Now, the smell itself is "just" sandalwood, no complementing notes. Therefor it's quite one dimensional and projection is poor, but that's the characteristic of sandalwood and not an indicator of quality or whatever. The closest to the Montale and the Primavera IMHO is Floris. Not their Eau de Santal, but Floris - Sandalwood.
    Last edited by dr.creed; 7th May 2008 at 12:58 PM.
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  11. #11

    Default Re: Sandalwood - an epistemological crisis

    Quote Originally Posted by dr.creed View Post
    IMHO it is exactly that. Montale was kind enough to send me a large decant of their Mysore sandalwood by request.
    I couldn't smell a difference to the original mysore sandalwood essential oil by german quality brand Primavera. Both are very expensive, the Primavera is about 22,00 Euro for 5ml and the Montale is a limited edition as far as I know. Both smell exactly the same to me and both claim to be as authentic as can be.
    Well, that's proof enough for me and the fact they smell exactly the same is another no brainer in this case.

    Now, the smell itself is "just" sandalwood, no complementing notes. Therefor it's quite one dimensional and projection is poor, but that's the characteristic of sandalwood and not an indicator of quality or whatever.
    I would have guessed it's real too, and it sounds reassuring that it smells exactly like the one from Primavera.

  12. #12

    Default Re: Sandalwood - an epistemological crisis

    Can't we just grow our own? May take a few years 'til fruition, but it would be a wise investment.
    "I exist for myself, and for those to whom my unquenchable thirst for freedom gives everything, but also for everyone, since insofar as I am able to love - I love everyone. Of noble hearts, I am the noblest - and the most generous of those that yearn to give love in return. - I am a human being, I love death and I love life."

    Egon Schiele - Self-Potrait


    My classics: Dior Homme EdT, YSL Rive Gauche PH, Helmut Lang Cuiron, L'Occitane Neroli (vintage), Davidoff Zino, L'Occitane Eau des Baux

    http://www.basenotes.net/wardrobe/2976

  13. #13

    Default Re: Sandalwood - an epistemological crisis

    Can't we just grow our own? May take a few years 'til fruition, but it would be a wise investment.
    Your definition of "few" is greatly different than mine. It takes 20-40 years from Santalum album sapling to being ready to harvest. While a tree might produce some oil after 20 years it takes 40 years to produce the best oil. If you trying establishing this plantation in the Mysore region then realize that once the trees are barely old enough to produce inferior oil there will be other people who want to harvest your trees so that if you want to wait another 20 years for top quality oil you will need to hire a paramilitary group to guard your plantation.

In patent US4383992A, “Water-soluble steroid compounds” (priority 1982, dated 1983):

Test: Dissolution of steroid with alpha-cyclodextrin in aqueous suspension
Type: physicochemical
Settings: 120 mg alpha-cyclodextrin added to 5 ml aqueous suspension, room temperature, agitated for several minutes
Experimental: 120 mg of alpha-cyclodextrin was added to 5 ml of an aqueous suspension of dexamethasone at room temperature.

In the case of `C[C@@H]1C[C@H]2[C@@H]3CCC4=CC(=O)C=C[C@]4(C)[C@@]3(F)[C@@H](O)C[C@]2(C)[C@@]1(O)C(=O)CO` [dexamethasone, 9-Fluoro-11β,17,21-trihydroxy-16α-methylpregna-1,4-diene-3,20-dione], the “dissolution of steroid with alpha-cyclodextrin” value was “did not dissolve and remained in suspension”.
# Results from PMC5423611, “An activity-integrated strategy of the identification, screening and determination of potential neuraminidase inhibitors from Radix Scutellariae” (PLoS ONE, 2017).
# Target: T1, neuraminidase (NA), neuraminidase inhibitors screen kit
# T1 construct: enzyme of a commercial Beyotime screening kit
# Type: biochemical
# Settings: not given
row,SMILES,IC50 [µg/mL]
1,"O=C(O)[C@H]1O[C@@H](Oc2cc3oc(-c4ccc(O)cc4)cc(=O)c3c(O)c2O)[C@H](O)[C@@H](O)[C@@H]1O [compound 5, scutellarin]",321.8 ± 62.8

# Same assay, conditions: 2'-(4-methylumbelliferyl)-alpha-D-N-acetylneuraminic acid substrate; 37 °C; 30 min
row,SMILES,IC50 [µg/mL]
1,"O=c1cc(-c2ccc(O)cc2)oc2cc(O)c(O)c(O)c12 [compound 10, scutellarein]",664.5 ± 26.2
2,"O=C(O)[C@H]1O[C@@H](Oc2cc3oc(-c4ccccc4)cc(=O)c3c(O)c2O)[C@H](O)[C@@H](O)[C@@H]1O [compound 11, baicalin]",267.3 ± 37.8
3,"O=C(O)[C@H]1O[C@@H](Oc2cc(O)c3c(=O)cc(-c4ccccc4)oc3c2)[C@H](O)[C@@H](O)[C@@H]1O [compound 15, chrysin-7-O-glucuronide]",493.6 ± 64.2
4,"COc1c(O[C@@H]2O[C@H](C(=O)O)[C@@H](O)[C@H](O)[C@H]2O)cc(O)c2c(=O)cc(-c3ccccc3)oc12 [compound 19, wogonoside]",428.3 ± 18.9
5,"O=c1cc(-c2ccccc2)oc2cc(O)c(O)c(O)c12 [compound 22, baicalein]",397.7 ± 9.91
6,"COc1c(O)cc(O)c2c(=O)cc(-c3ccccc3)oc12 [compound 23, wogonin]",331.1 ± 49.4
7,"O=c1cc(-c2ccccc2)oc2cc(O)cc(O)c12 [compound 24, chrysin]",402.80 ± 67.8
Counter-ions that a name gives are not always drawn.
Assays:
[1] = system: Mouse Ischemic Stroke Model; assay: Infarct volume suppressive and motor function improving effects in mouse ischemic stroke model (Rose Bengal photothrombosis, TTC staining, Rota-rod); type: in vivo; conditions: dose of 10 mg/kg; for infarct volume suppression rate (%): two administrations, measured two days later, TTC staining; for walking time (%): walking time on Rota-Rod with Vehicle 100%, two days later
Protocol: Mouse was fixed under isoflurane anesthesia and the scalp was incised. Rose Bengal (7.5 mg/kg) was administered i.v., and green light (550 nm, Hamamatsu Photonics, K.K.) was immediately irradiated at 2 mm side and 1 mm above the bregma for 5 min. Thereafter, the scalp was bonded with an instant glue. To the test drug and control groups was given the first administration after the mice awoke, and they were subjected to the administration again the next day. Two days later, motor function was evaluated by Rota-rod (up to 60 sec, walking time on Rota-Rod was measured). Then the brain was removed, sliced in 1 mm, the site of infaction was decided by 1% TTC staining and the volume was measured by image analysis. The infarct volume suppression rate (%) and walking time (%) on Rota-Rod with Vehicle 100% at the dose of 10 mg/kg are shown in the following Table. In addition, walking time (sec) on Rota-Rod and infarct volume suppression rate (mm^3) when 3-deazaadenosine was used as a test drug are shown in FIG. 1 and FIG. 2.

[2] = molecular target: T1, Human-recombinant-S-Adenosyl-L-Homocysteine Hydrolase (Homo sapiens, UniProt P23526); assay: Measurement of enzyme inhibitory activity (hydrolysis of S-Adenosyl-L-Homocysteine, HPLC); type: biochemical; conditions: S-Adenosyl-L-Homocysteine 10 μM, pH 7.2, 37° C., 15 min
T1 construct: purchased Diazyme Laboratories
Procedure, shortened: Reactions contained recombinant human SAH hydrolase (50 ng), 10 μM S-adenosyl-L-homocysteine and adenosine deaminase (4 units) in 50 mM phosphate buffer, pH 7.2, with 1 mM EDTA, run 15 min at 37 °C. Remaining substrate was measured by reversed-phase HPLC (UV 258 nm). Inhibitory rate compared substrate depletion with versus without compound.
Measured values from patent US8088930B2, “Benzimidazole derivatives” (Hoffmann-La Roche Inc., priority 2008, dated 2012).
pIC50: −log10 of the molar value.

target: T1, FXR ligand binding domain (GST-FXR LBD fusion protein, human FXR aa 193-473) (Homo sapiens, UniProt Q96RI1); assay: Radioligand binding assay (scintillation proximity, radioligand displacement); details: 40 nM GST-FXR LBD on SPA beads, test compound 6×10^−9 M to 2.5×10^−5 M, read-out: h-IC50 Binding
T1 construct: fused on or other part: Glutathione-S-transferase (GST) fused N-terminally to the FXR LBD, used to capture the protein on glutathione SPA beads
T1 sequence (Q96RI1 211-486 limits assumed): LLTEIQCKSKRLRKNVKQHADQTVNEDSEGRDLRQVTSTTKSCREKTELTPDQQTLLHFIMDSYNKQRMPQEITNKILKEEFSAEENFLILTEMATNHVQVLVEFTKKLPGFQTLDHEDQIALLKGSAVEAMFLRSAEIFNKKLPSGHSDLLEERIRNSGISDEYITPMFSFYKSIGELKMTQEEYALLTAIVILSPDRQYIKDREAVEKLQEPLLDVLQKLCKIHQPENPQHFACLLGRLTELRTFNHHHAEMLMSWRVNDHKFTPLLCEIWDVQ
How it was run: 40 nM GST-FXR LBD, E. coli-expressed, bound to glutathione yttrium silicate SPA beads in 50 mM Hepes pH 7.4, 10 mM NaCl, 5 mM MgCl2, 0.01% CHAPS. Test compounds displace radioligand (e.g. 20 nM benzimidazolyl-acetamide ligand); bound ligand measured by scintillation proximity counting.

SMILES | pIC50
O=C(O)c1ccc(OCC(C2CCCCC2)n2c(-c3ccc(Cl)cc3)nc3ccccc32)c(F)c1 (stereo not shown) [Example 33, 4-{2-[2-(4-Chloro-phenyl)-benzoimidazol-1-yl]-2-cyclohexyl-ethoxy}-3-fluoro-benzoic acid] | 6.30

All these moments will be lost in time, like tears in rain.

  14. #14

    Default Re: Sandalwood - an epistemological crisis

    P.S.: According to this article from 2002 annual production of sandalwood oil is 40 tons.
    http://www.thehindubusinessline.com/...0500571700.htm
    This report lists 200 tons for 2007.
    What report lists 200 tons for 2007?
    All these moments will be lost in time, like tears in rain.

  15. #15

    Default Re: Sandalwood - an epistemological crisis

    Is it that important to have sandalwood oils from Mysore in sandalwood fragrances? The alternatives work fine (most of the times).

    Most of the sandalwood frag reviews in the book were focused on the source of the oils rather than judging the entire composition. Ofcourse the authors deviate from this approach when the perfume is dear to them - they ignore the clearly synthetic sandalwood notes in compositions like Bois des Iles, Samsara, etc and instead go on in great detail to describe the overall composition.
    -

  16. #16

    Default Re: Sandalwood - an epistemological crisis

    Is it that important to have sandalwood oils from Mysore in sandalwood fragrances? The alternatives work fine (most of the times).
    What alternatives, are you talking about the synthetic sandalwood odorants?
    All these moments will be lost in time, like tears in rain.

  17. #17

    Default Re: Sandalwood - an epistemological crisis

    Quote Originally Posted by dcampen View Post
    What alternatives, are you talking about the synthetic sandalwood odorants?
    Either synthetics like Sandalore, or authentic oils from sources like Sri Lanka, Australia, pacific islands, etc.
    -

  18. #18

    Default Re: Sandalwood - an epistemological crisis

    Either synthetics like Sandalore, or authentic oils from sources like Sri Lanka, Australia, pacific islands, etc.
    That is quite a range of very different things. So if you ordered a pizza with mushrooms on it and I gave you a pizza with poisonous amanita mushrooms you wouldn't complain because, after all, they are authentic mushrooms.